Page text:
U.K. researchers are the latest to develop an artificial spider silk material, which they believe could improve synthetic fiber production in upcoming years.
Designed by a team of architects and chemists at the University of Cambridge, the stretchy fibers contain 98 percent water and may be used to create textiles, sensors and other apparel materials. The fibers are sustainable and don’t require extensive use of harmful solvents. The team’s results were published in the journal, “Proceedings of the National Academy of Sciences.”
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The spider silk-like fibers are spun from hydrogel, a soupy material that is almost 100 percent water. Other natural materials, including cellulose and silica, make up the remaining 2% of hydrogel. These materials are bonded together by barrel-shaped molecular “handcuffs,” which are dubbed cucurbiturils.
Chemical interactions taking place between components allow long fibers to be pulled from the hydrogel. This process forms long and extremely thin threads that are a few millionths of a meter in diameter. The water then evaporates and leaves a strong and stretchy fiber. The fibers can come together at room temperature and are bonded by atoms that share electrons.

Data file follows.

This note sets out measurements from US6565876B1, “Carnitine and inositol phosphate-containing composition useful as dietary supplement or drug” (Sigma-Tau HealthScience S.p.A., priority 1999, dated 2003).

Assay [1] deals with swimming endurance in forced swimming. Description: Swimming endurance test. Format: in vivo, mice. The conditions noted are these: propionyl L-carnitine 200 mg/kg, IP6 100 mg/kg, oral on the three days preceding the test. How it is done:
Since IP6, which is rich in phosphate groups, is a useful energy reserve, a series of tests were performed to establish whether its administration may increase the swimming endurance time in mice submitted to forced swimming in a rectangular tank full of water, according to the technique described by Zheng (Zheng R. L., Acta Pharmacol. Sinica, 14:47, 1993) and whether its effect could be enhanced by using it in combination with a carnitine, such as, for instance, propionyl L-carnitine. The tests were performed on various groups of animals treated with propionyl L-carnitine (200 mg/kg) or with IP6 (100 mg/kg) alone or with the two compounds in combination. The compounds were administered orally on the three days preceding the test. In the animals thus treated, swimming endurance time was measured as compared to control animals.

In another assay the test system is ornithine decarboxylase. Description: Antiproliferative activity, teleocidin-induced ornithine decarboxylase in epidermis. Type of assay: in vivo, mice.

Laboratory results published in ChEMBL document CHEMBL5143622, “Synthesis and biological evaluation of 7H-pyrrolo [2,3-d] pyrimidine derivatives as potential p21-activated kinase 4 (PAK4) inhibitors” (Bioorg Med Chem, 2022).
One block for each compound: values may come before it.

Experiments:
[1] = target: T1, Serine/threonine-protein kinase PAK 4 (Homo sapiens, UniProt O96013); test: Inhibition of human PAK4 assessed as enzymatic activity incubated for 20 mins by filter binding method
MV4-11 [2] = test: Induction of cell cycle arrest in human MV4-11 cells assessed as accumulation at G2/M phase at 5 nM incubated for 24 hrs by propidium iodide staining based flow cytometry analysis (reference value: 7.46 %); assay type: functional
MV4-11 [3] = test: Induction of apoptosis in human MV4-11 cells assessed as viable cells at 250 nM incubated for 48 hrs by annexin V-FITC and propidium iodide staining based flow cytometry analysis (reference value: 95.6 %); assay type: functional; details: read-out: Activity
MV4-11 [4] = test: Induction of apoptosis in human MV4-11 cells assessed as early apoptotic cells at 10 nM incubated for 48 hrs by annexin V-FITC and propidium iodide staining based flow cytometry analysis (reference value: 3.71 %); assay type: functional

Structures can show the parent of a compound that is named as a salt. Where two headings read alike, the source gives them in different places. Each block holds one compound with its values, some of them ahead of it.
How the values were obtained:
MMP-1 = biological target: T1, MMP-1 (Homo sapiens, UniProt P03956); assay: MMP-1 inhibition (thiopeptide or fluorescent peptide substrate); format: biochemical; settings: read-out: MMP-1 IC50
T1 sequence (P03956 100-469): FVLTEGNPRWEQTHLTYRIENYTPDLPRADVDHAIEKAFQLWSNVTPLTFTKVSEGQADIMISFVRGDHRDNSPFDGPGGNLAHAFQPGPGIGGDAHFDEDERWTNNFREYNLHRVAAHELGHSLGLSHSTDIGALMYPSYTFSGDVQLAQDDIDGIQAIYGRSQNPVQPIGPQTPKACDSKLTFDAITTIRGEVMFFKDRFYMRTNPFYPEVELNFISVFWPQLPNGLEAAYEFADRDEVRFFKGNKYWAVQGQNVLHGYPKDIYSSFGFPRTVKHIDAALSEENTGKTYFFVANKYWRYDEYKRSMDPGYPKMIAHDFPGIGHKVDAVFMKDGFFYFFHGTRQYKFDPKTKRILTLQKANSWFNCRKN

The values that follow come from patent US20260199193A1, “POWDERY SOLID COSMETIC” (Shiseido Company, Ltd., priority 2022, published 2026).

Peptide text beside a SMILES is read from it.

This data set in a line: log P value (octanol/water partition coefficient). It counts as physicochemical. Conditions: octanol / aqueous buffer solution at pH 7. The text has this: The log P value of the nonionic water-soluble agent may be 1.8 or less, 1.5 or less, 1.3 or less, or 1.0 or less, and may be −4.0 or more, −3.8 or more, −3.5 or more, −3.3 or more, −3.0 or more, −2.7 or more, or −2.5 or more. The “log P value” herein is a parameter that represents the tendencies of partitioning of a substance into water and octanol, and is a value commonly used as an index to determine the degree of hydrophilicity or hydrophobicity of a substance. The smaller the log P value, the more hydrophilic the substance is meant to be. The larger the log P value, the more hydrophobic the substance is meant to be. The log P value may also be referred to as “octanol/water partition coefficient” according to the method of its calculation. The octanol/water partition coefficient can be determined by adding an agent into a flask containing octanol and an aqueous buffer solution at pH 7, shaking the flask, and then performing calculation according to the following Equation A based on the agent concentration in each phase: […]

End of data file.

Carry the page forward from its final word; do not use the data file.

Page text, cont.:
“Although our fibres are not as strong as the strongest spider silks, they can support stresses in the range of 100 to 150 megapascals, which is similar to other synthetic and natural silks,” said co-author Dr. Darshil Shah from Cambridge’s Department of Architecture. “However, our fibers are non-toxic and far less energy-intensive to make.”
Like bungee cords, the fibers have a high damping capacity, meaning they have the ability to absorb energy—possibly exceeding the damping capacity of natural spider silk.
The researchers plan to explore the fibers’ chemistry more and potentially create other synthetic spider materials, including yarns, in the future.